Photographer Yuri Beletsky recently captured this stunning photo of comet C/2014 Q1 (Pan-Starrs) which is currently visible in the Southern Hemisphere.
The photo — a High Dynamic Range (HDR) composite — was taken from a valley in northern Chile late last week. Beletsky had to climb a hill to get the exact shot because the region is surrounded by mountains. I’d say he nailed it.
Comet C/2014 Q1 was discovered last year by astronomers working at the Panoramic Survey Telescope and Rapid Response System, hence the suffix “Pan-Starrs.”
The Moon in this photo is a thin crescent, which is why its lower portion appears so bright; the long exposure allows its darkened features to be seen.
Phil Plait, author of the Bad Astronomy Blog, explains the comet’s unique features:
The comet is sporting two very different tails! Pointing straight up is the ion tail, made of gas that sublimated away from ice in the comet and which was subsequently ionized by the Sun’s ultraviolet light. Ionized gas is missing one or more electrons, giving the atoms or molecules a positive charge. The Sun’s solar wind blowing past the comet carries its own magnetic field, which sweeps up the ions and carries them away. The solar wind is typically blowing at several hundred kilometers per second, far faster than the comet, so the ion tail points directly away from the Sun.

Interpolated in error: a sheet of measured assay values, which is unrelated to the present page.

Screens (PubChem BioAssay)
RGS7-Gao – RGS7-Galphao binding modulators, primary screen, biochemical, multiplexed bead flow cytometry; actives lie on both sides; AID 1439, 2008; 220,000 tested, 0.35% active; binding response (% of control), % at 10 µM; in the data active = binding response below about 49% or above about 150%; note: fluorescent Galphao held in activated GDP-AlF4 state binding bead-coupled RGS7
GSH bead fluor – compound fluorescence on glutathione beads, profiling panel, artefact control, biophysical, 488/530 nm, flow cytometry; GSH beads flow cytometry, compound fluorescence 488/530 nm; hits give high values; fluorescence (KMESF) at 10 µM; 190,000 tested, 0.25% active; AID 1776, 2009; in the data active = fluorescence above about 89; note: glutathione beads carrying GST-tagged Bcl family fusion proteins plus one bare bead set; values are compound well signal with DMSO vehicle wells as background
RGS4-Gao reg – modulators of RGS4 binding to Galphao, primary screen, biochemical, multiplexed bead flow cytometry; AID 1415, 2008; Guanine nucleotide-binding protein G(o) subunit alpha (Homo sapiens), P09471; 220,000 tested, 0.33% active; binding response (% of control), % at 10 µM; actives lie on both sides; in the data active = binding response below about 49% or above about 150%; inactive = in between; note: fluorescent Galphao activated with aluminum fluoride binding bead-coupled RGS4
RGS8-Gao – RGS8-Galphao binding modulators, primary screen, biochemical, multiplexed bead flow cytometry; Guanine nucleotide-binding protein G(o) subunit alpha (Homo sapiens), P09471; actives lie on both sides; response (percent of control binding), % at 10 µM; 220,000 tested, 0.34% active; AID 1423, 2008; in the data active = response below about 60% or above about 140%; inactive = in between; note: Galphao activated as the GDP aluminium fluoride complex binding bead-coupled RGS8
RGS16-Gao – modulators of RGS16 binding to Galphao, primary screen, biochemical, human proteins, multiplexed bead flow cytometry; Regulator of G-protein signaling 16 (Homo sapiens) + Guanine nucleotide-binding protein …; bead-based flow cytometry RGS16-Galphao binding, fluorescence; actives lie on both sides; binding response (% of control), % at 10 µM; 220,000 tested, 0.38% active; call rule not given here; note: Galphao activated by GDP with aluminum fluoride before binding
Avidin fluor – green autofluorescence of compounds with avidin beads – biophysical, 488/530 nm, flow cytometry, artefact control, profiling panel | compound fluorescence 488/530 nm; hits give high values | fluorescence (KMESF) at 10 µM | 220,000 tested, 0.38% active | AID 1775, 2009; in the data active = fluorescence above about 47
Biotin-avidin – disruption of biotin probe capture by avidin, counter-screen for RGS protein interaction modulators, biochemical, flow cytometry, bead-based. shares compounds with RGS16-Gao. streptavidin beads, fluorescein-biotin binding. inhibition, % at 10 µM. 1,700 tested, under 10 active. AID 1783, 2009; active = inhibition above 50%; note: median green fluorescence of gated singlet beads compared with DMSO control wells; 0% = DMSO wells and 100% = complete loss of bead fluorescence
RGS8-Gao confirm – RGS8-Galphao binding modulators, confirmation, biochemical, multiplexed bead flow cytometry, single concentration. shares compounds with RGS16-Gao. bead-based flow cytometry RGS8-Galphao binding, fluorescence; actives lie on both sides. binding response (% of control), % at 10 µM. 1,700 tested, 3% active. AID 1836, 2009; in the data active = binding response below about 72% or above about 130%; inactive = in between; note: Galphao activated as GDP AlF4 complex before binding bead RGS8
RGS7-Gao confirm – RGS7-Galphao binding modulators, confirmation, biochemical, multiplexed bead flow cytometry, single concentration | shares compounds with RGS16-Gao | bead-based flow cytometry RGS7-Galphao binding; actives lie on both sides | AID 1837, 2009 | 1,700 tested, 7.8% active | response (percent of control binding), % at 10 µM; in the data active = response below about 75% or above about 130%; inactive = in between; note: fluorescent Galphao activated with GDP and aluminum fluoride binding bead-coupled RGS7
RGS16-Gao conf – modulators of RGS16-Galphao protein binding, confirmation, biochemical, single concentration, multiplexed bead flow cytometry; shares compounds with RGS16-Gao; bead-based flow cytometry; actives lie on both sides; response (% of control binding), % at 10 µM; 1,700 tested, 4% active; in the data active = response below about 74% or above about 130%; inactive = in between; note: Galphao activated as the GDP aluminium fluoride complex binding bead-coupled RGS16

In the meantime, as the ice holding the comet together turns to gas, it also loosens dust in the comet. This leaves the solid nucleus, and gets hit by sunlight. This gives the dust particles a little bit of energy, changing their orbits much more gently than the ions. The dust tail curves away from the comet, leaving in very nearly but not quite the same orbit.
Much more here.